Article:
Feds OK $2.2 million for tsunami tower at Tokeland

3,400-square-foot tower would accommodate more than 380 people

The Shoalwater Bay Indian Tribe will receive $2.2 million from the Federal Emergency Management Agency to build a vertical tsunami evacuation tower, the tribe and agency announced Tuesday.

With a total useable area of 3,400 square feet, it will accommodate 386 people. The proposed site will provide a safe evacuation place for not just Shoalwater Bay Indian Tribal members, but also residents in the surrounding community, according to the tribe.

“We feel strongly that we are all in this together,” said Shoalwater Bay Indian Tribe emergency manager Lee Shipman.

The proposed location is in Tokeland at the end of Blackberry Lane, near tribal housing and near an existing All Hazards Alert Broadcast siren, which would sound in the event of an impending tsunami. Tribal leaders also note there are hills elsewhere on tribal land that could be accessed during such an event.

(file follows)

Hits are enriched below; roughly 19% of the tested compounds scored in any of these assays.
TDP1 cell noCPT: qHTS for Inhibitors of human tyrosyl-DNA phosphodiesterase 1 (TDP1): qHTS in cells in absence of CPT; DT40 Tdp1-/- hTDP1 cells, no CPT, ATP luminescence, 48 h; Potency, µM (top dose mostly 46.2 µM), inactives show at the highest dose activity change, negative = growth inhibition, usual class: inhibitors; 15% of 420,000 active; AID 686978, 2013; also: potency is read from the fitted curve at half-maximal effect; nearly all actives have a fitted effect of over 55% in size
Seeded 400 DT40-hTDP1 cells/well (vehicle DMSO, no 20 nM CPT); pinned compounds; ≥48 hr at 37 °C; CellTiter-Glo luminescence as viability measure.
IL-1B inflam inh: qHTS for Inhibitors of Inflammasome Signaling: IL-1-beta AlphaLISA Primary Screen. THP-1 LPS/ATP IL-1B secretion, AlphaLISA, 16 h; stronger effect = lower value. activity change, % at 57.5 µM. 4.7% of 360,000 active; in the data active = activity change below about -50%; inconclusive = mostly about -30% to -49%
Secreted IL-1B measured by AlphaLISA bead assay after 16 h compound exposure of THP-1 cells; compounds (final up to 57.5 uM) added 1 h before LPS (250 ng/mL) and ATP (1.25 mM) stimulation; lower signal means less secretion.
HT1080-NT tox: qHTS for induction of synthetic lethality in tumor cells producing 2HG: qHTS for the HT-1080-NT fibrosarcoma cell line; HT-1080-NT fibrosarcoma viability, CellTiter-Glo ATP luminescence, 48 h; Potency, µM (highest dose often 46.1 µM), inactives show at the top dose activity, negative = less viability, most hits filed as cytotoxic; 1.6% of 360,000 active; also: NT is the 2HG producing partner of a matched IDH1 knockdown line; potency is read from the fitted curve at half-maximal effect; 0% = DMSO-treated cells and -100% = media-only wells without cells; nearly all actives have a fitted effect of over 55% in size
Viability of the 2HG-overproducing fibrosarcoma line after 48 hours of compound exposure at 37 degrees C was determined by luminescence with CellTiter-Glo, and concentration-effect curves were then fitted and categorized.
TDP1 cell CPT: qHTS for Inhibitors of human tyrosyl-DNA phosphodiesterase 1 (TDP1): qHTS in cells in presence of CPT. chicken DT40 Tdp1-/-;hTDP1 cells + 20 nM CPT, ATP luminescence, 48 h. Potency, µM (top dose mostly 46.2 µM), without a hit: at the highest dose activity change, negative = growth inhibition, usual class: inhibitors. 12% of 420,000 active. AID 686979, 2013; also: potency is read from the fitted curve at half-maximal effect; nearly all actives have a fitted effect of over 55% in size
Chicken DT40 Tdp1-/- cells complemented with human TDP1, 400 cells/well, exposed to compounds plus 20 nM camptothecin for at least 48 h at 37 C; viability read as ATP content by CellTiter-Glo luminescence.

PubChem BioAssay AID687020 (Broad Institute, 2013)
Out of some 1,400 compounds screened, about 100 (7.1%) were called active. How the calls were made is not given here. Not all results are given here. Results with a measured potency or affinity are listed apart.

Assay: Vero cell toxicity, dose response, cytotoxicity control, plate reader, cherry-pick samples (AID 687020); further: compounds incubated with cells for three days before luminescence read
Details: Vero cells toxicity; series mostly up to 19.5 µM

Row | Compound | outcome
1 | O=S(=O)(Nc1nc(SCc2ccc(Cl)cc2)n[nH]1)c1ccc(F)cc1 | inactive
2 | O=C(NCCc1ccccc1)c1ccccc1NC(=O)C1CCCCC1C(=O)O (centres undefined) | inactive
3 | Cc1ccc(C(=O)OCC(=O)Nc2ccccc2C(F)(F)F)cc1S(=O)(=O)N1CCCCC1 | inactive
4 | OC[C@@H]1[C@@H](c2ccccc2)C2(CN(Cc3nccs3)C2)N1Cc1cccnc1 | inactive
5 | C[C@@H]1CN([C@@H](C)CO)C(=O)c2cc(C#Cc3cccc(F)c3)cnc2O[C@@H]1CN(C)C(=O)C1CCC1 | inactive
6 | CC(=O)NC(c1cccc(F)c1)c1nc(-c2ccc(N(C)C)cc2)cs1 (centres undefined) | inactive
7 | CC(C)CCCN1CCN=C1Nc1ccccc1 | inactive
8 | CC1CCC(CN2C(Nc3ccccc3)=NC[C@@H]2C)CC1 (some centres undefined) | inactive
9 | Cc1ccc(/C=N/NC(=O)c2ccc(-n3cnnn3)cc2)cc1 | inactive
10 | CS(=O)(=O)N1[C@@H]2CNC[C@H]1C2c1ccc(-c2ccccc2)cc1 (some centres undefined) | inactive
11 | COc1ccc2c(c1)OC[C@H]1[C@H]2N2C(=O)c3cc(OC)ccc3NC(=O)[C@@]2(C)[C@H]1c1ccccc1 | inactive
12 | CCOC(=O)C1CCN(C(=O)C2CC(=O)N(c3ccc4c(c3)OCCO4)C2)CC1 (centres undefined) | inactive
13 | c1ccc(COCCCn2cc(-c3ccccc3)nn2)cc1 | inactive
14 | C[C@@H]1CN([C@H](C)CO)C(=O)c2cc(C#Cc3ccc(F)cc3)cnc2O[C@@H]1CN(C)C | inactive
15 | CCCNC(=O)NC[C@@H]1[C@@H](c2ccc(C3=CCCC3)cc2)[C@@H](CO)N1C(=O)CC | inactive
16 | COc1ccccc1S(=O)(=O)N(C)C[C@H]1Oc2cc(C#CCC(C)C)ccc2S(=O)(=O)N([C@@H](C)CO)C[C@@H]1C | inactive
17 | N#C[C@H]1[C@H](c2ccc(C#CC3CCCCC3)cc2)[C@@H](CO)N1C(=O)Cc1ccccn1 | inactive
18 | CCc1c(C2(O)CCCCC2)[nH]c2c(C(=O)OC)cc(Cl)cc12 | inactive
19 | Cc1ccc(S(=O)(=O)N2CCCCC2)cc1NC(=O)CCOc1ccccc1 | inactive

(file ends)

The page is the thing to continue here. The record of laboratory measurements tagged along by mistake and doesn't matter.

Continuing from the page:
The grant represents the 90 percent federal share of a total project cost of over $2.5 million and is part of the federal Pre-Disaster Mitigation grant program, which provides resources to assist states, tribal governments, territories and local communities in their efforts to implement a sustained natural hazard mitigation program.

“The Pre-Disaster Mitigation grant program is a powerful tool for communities facing threats from tsunamis,” said the agency’s regional administer Mike O’Hare. “The Shoalwater Bay Indian Tribe’s investment in a vertical evacuation tower means that people will have someplace safe to go within minutes of a catastrophic Cascadia Subduction Zone earthquake.”

The structure will be built adjacent to tribal housing on a peninsula in Tokeland. The safe refuge platforms will be built above the predicted tsunami wave crest height.

The Shoalwater Bay tribe has been looking into a new, tsunami-safe structure since a study spearheaded by the Washington Emergency Management Division found a dire need for the structures up and down the coast. The Project Safe Haven report was released following the devastating Japanese tsunami in 2011, where thousands of lives were saved because of tsunami vertical evacuation structures.